LBB> What are the aspects of leadership that you find most personally challenging? And how do you work through them?

Ann> Listening. Really listening to people so that you actually hear, digest and understand their opinion and acknowledge their point of view. That does not mean agreeing but acknowledging. This is an on-going challenge for me and a skill that must be practised daily. 

LBB> Have you ever felt like you've failed whilst in charge? How did you address the issue and what did you learn from it?

Ann> Failure is my friend. Early in my career, as sales manager for a post house in New Orleans, I asked that representatives from all the advertising and production associations come together and attack common goals. We had one meeting and no one wanted to discuss the hot button item of not getting paid. In fact, it grew a bit contentious and that was the end of that group. I remember being mad and a bit embarrassed (probably because I was young enough to get embarrassed) but not daunted. The experience did not scar my willingness to jump off the cliff and build my wings on the way down.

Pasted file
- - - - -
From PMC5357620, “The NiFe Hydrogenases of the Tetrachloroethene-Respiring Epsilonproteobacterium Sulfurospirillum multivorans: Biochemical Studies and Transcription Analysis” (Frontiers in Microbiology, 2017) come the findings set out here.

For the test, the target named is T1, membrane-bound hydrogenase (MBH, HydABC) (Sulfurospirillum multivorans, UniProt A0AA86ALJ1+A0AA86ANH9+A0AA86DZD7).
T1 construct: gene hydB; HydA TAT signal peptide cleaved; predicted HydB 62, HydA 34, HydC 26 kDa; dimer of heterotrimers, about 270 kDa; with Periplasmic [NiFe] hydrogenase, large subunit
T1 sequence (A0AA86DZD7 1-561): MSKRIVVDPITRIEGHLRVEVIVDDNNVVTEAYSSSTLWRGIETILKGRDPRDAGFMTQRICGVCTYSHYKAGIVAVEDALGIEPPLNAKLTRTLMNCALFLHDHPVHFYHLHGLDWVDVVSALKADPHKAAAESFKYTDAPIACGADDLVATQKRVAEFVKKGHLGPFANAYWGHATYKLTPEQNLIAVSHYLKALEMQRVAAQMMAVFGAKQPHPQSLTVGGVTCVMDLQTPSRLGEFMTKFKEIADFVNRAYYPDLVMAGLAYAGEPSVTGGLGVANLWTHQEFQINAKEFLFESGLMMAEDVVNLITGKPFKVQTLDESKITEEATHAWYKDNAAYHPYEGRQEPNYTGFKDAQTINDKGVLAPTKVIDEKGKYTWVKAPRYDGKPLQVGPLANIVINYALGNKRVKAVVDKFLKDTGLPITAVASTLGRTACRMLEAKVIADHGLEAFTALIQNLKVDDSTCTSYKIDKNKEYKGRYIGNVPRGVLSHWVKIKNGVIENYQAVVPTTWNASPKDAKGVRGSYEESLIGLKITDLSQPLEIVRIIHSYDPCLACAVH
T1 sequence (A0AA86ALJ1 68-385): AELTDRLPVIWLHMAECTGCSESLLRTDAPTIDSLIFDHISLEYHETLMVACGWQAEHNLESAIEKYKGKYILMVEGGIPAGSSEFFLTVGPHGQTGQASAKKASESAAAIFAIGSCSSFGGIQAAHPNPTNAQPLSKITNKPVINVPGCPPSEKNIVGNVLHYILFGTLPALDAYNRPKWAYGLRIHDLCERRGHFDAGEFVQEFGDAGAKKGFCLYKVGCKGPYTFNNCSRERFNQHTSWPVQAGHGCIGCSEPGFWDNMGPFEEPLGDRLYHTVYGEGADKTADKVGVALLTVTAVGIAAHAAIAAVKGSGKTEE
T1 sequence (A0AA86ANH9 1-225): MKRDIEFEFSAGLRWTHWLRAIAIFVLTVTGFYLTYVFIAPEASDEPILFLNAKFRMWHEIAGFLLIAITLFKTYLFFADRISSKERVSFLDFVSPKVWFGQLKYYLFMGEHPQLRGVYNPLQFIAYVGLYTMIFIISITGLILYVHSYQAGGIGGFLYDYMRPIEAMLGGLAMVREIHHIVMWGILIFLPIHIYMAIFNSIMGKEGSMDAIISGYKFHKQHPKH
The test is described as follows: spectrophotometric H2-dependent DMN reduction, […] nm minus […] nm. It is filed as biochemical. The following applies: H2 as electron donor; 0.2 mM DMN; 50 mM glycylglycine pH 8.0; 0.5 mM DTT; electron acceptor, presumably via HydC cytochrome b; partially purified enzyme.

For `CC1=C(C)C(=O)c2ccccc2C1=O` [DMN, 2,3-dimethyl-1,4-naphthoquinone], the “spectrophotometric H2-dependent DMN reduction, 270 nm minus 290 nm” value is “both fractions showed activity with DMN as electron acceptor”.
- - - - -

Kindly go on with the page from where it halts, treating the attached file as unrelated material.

LBB> In terms of leadership and openness, what’s your approach there? Do you think it’s important to be as transparent as possible in the service of being authentic? Or is there a value in being careful and considered?